Tainayah Thomas

Tainayah Thomas is a doctoral candidate in the Department of Health Behavior within the UNC Gillings School of Global Public Health. Her research focuses on improving health care delivery and disease prevention for African Americans, Latinos, and other ethnically diverse populations.

Tainayah Thomasphoto by Megan May
April 17th, 2019

When you were a child, what was your response to this question: “What do you want to be when you grow up?”

I’ve always been interested in science. My mother is an analytical chemist and instilled a joy of science in me from an early age. Right before I entered high school, “CSI: Crime Scene Investigation” debuted, and I decided that I wanted to become a forensic pathologist.


“Lower your BG at UNC.”

Share the pivotal moment in your life that helped you choose your field of study.

I attended the University of Miami for my undergraduate studies because they had a Health Science Pre-Forensics major that would prepare me to both apply for medical school and have a criminology background. The summer after my freshman year, I was fortunate enough to intern for a body transport company. We went to crime scenes to transport dead bodies to the Georgia Bureau of Investigation or to the morgue. Although witnessing an autopsy was one of the coolest experiences I’ve had, I soon realized that I did not have the personality to be around the deceased — and, in particular, victims of crimes — on a regular basis. When I returned to school, I met with my advisor to see what other degree options were available, and he suggested that, based on my credits in science and sociology, I should consider public health. I took my first public health course that semester and have never looked back.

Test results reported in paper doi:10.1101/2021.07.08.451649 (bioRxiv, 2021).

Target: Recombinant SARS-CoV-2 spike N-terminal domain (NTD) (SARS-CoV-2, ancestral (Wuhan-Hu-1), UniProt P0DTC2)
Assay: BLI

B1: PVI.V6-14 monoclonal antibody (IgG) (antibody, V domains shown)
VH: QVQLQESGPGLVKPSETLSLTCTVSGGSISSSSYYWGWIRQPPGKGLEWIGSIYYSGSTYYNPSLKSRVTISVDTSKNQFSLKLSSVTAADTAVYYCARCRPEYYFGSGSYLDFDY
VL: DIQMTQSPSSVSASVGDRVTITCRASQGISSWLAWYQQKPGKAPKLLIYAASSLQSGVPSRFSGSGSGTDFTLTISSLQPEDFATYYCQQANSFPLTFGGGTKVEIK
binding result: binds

Tainayah Thomas

Last summer, Thomas visited the Museu Nacional d’Art de Catalunya in Barcelona, Spain.

Tell us about a time you encountered a tricky problem. How did you handle it and what did you learn from it?

For my dissertation, I applied for two different grants and was denied funding for both. I was concerned about how I would accomplish this research. But I used that as an opportunity to refine my research proposals and resubmit the grants — and both were funded! The experience showed me the value of the peer-review process and that perseverance is key.

What are your passions outside of research?

Traveling and finding time to connect with my family and friends. The world is such a beautiful place and traveling allows me to experience that beauty and connect with new cultures. I am also very fortunate to have close family and friends who support and encourage me, share in my successes, and help me problem-solve setbacks.

Women in Science Wednesday highlights UNC researchers at all levels of their careers across dozens of fields. From medicine to mathematics to sociology, women at Carolina excel in research, mentorship, and advocacy.